Customer Discussions > Music forum

Vinyl or CD - Which sounds better


Sort: Oldest first | Newest first
Showing 1-25 of 99 posts in this discussion
In reply to an earlier post on Nov 24, 2012 6:13:20 AM PST
stevign says:
re: "But play a CD done the correct way, one you can turn up, and that sound is pretty difficult to beat."

True dat. Not all CD remasters fell victim to the Loudness Wars, so a "fair" comparison needs to be made before one can decide which they like and if they actually care.

Posted on Nov 23, 2012 8:21:29 PM PST
Last edited by the author on Nov 23, 2012 8:26:39 PM PST
I've been giving this some more thought as I was playing some CDs I really enjoy listening to because they sound so good and I've come to this conclusion: I like vinyl better and think it sounds better because of....The Loudness Wars. When CDs are mastered correctly and the dynamic range is kept intact, and you're able to turn your stereo up without it exploding, the sound comes through so full and clear. Unfortunately too many CDs aren't mastered properly and the sound just stinks. I even played some vinyl records that I have CD copies of and searching the DR database, came to this realization that it's more about the dynamic range than the vinyl itself (although I do love the packaging of vinyl, the size of it, and the physical act of playing a record). Compare any current recordings, CD vs vinyl and you'll see. But I knew this already because it's one of the reason's I began purchasing vinyl again to begin with.

So, maybe I don't really feel that vinyl sounds 'better' but it does sound different. But play a CD done the correct way, one you can turn up, and that sound is pretty difficult to beat.

Posted on Nov 19, 2012 4:48:19 PM PST
<<<Ever AB mono/stereo for this behaviour>>>
no, it seemed just normal at the time..the 'playing the record flat' phenom just was more readily apparent in the softer passages.

In reply to an earlier post on Nov 19, 2012 3:45:49 PM PST
J. Remson says:
Nice point made; classical. I will certainly take a hard look at the phenomena you mention; soft "ppp" disappearing. Ever AB mono/stereo for this behaviour?

Posted on Nov 15, 2012 11:28:00 AM PST
Last edited by the author on Nov 15, 2012 11:41:47 AM PST
<<
I wonder about damage to vinyl from poor quality systems played over time>>>
The type of music one listens to also has to be taken into account.
I listen to mostly classical.... and the problems with LPs are magnified in classical.
things such as 'end of side' distortion, music with lengths longer than 25 minutes just seem to become more annoying.

Soft passages('pppp') just 'wore out' in LPs more of often no matter how 'high end' my system was or how well kept up my vinyl records.
after a dozen listenings the sound had degraded.

I just recieved Wagner: Der Ring des Nibelungen (Super Deluxe)
I had this puppy on 19LPs, that is a lot of flipping discs in the middle of the music.
cleaning the LP and stylus and all that stuff just to hear the next note that composer intended to be heard without a pause. Sure since four of the 'tracks' are greater than 80 minutes, there are still 4 mid music breaks on the 14 cds, but that certainly beats the 31 that were there in the days of LP.(and I don't miss the loss of clarity of the loud passages at the end of the side either.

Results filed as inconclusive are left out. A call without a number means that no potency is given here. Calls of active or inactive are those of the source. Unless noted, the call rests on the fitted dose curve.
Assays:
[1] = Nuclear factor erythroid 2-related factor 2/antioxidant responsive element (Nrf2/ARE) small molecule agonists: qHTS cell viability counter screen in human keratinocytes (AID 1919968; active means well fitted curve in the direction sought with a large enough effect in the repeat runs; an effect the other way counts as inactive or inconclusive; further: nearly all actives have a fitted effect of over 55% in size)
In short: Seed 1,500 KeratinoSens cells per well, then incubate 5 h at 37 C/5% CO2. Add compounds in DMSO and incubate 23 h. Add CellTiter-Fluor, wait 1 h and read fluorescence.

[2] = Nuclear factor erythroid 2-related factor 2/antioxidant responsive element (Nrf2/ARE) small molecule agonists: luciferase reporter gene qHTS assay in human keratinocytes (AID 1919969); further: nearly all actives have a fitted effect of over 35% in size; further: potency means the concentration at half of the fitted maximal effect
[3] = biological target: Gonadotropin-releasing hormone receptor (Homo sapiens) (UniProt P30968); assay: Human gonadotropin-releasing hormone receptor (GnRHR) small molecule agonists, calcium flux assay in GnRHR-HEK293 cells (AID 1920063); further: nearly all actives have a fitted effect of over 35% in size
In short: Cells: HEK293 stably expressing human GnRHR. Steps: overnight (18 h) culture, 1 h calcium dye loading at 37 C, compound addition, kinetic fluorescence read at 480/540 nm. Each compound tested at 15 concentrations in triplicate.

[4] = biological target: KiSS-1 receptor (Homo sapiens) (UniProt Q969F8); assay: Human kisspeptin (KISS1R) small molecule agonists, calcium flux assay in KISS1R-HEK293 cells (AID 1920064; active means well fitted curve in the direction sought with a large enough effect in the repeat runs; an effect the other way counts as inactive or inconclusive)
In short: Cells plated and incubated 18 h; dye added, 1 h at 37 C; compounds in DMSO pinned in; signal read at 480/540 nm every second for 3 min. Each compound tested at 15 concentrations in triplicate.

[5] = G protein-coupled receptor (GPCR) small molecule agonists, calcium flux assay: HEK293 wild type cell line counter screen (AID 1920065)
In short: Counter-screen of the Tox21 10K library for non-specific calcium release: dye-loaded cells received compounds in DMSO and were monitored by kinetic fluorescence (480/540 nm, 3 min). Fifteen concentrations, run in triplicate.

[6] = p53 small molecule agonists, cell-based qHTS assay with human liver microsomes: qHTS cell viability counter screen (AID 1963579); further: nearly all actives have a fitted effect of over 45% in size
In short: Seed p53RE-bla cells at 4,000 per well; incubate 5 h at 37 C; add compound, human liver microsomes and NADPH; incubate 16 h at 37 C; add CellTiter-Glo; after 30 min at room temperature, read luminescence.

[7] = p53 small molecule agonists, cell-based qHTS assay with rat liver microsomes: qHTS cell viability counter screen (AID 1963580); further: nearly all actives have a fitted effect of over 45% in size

there is even a blu ray audio disc that has all 15 hours on a single disc.

balance your tone arms, clean your records as best you can, listen to your discs that were produced for a turntable(mellower songs near the end of the side).
However, the classical composers did not write their music with the 25 minute side limitation in mind and that is what really trumps it for me.

In reply to an earlier post on Nov 15, 2012 10:06:06 AM PST
J. Remson says:
I don't know about thin CD's but I use a Linn also; and the LP12 is soft in the lower frequencies so to compare that to digital in any definitive way is a difficult thing. I mean there is so many variables in setting up an analog system. To me it just sounds more musical. Anyway the way CD's are going this argument regarding CD vs Vinyl might be moot in a few years because they won't be made anymore.. Vinyl Vs digital downloads.
I wonder about damage to vinyl from poor quality systems played over time. I know of microscopic pictures of groove damage and I can hear if it is extreme; but mostly I don't hear it on the records I buy used from shops after I clean them thoroughly. If I do; I just return them. In fact; I have white glued a couple real hard cases and they came out pretty good sounding. Very surprising.

In reply to an earlier post on Nov 14, 2012 6:03:37 AM PST
stevign says:
It wouldn't surprise me. It's also nice to know you like Jazz.

Posted on Nov 13, 2012 11:47:38 PM PST
[Deleted by the author on Nov 14, 2012 1:34:48 AM PST]

In reply to an earlier post on Nov 13, 2012 10:39:35 PM PST
Vinyl does sound better than the thinness of C.D. Your sound doesn't have to diminish the more you play your records. I bought a Linn Sondek @ $3000 for the turntable, $1000 for the tone arm, about $800 for the cartridge and each stylus has to be glued in at $70. I know this sounds like a lot of money and it is but if you want optimum sound from vinyl you have to spend some bucks. I also only handle records by the edge and the label as any moisture can be very noticeable. I don't believe in plastic sleeves only paper and I will never buy a record that has been played in the shop. The reason for this is that you don't know the condition of the record shops stylus. Better to buy overseas pressings. I know this may sound like a load of rubbish but If you really want to go down the vinyl path then its well worth thinking about.

In reply to an earlier post on Nov 13, 2012 10:39:15 PM PST